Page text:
Saturday, December 24, 2011
Book Review: Virtuosity by Jessica Martinez
Genre: YA Contemporary
Publication Date: October 18, 2011
Publisher: Simon Pulse
Source: PulseIt website
Now is not the time for Carmen to fall in love. And Jeremy is hands-down the wrong guy for her to fall for. He is infuriating, arrogant, and the only person who can stand in the way of Carmen getting the one thing she wants most: to win the prestigious Guarneri competition. Carmen's whole life is violin, and until she met Jeremy, her whole focus was winning. But what if Jeremy isn't just hot...what if Jeremy is better?
Carmen knows that kissing Jeremy can't end well, but she just can't stay away. Nobody else understands her--and riles her up--like he does. Still, she can't trust him with her biggest secret: She is so desperate to win she takes anti-anxiety drugs to perform, and what started as an easy fix has become a hungry addiction. Carmen is sick of not feeling anything on stage and even more sick of always doing what she’s told, doing what's expected.
Sometimes, being on top just means you have a long way to fall.... (Goodreads.com)
I'm sitting here trying to write this review, and all I can think to say is, "OMG THIS IS THE BEST EVER. READ IT NOW OR PREPARE TO FACE MY WRATH." But somehow I know that is not an acceptable review. So I'll do my best to put all of Virtuosity's awesomeness into words.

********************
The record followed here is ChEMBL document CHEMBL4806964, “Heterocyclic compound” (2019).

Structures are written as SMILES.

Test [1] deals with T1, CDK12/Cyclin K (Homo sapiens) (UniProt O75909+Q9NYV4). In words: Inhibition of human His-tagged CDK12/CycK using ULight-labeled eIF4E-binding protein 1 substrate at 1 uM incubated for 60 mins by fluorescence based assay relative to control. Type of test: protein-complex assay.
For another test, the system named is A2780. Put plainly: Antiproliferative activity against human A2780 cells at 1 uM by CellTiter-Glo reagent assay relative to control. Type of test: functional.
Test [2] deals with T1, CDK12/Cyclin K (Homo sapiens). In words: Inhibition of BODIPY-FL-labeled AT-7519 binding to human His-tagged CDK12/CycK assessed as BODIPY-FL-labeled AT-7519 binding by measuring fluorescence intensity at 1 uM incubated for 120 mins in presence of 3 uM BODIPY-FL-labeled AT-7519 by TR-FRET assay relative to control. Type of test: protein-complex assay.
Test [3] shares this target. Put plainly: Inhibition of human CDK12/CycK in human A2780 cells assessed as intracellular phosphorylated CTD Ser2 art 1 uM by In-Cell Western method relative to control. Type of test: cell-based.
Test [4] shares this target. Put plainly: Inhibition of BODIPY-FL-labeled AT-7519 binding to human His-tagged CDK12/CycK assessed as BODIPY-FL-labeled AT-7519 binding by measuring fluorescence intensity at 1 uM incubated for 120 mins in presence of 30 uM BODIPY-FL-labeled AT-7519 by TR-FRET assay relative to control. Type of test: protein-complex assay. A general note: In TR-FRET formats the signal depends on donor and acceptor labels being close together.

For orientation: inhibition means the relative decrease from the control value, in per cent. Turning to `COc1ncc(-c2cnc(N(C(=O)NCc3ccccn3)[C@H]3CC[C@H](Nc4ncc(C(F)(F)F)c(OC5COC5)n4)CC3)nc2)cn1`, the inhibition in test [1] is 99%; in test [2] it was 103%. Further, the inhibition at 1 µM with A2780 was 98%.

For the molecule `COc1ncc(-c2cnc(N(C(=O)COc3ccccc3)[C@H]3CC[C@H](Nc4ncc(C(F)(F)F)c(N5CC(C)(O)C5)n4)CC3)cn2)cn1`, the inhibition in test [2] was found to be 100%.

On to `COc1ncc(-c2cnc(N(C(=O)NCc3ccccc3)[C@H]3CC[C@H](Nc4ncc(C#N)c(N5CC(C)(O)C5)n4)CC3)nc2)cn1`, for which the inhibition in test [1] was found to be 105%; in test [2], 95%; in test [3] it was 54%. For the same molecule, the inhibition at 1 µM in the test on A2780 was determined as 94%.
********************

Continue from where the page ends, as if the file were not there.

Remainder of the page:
I'd been on a pretty bad reading streak, and Virtuosity was just what I needed to break through that. This book had its claws in me from the very beginning. The back and forth banter between Carmen and her best friend is comical and realistic and the whole first scene is just very funny and awkward. I LOVED IT! The writing is so friggin amazeballs, too. Carmen's voice comes through loud and clear and I was emotionally invested IMMEDIATELY. I didn't want to stop reading at all, which is rare when I am reading off of a computer screen.
I adored Carmen. She was a funny, sweet, and completely naive. All she ever really knew how to do was be the best at violin, and then here comes some guy from London who may possibly be better than her and ruin her career! Carmen began on a very, very short leash with her mother, and she had to learn to make it longer and become more independent. She had to learn that there was more to life than just violin and being the best. She has to learn to do what her conscience tells her, rather than what everyone else tells her, and she has to make some major sacrifices. She was so, so, so, so easy to relate to. Her competitive streak, her desire to be able to be who she wanted to be, her need to be loved, her struggle to do the right thing. She's human and flawed and so very real.
And then there's Jeremy. OMG JEREMYYYYY. This dude has problems to. He's not perfect. He;s obnoxious, super competitive, and his motives are questionable. But he's so wonderful. He makes a lot of mistakes. A LOT. Like begging Carmen for something he should never in a million years even think bout asking her. He really did surprise me. I figured he was going to be an arrogant asshole, but he had a side to him that I would have never guessed and I LOVED IT. Oh my gosh did I love it.
Carmen's mom was a bitch. END OF STORY.
This whole thing was just GAAAAHH MARVELOUS. One of those books, you know? I expected this to be a lot darker. I figured the drug addiction would be a prominent point in the plot, and that this would be about Carmen's downward spiral into all the negative aspects of performing. I'm so glad it wasn't. Instead, it was more about Carmen discovering who she is, learning how to be her own person, learning to grow up and make decisions, learning to love even when she shouldn't, learning that nobody and nothing is perfect, learning that her life needs to be revolved around more than one thing, and simply learning to be Carmen.